As we grow spiritually, we become far less self-centered and more outwardly focused, and yet we grow more acutely aware of whom we are. Mortality is the perfect tool to sharpen concentration on the education and growth of your soul. If this life were devoid of all pain and suffering, we would miss the greatest language of the soul and some of greatest learning experiences. Life is short, so we should be disciplined instruments of learning.
Some sort of world had to be designed with finite limitations to develop your mind and sharpen your spirit: A school of the soul, as it were. The problems of life may be the most important things it has to offer. A message must begin and end if it is to be understood. We assume form in this finite space and time in order to learn meaning, to grasp wisdom, to feel love.
Is There Life After Death?
One of the most mysterious and inscrutable questions of life is that which none of us can escape: Death. Your life can be extinguished by a single drop of poison. As the old country song says, “Everybody wants to go to heaven, but nobody wants to die.”
Death certainly seems contrary to life, liberty, and the pursuit of happiness. Of course, our tooth enamel, nails, and hair are dead all the time. The death of your body will include the stoppage of your breath and heartbeat; cessation of metabolism and cellular growth; congealing of blood; and rigor mortis, followed by the decay and disintegration of tissues, which is accompanied by the quiet foraging (or feasting) of about 600 species of tiny bacteria, worms, and insects.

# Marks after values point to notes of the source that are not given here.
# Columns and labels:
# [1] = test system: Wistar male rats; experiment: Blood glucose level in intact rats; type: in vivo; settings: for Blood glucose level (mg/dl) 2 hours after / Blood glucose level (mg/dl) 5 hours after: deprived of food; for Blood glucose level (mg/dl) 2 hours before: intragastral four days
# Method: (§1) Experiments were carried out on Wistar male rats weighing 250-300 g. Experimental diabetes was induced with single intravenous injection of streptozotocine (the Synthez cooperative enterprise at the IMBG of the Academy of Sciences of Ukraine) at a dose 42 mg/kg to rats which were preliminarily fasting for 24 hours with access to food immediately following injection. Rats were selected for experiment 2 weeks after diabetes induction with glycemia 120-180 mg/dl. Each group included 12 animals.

We inherit physical death. It is the disorganization of our bodily organism. Guided by our genes, our body cells disintegrate. Death is a part of life. It is the fact that we die that makes us value life so. You are a vapor that appears in this material world but for a little while, and then you are gone.
A Man and His Soul
Some folks wonder why God has not told us exactly what heaven will be like. I think it is because there are no words by which we might comprehend it. What if you told a baby in the womb what this world was like? Would she understand it? You could say, “There are colors, and trees, and cars, and buildings, and cities, and flying machines, and stars, and all sorts of people—but would the baby understand any of it? We are in the womb of the soul now. What lies beyond is beyond our imaginings.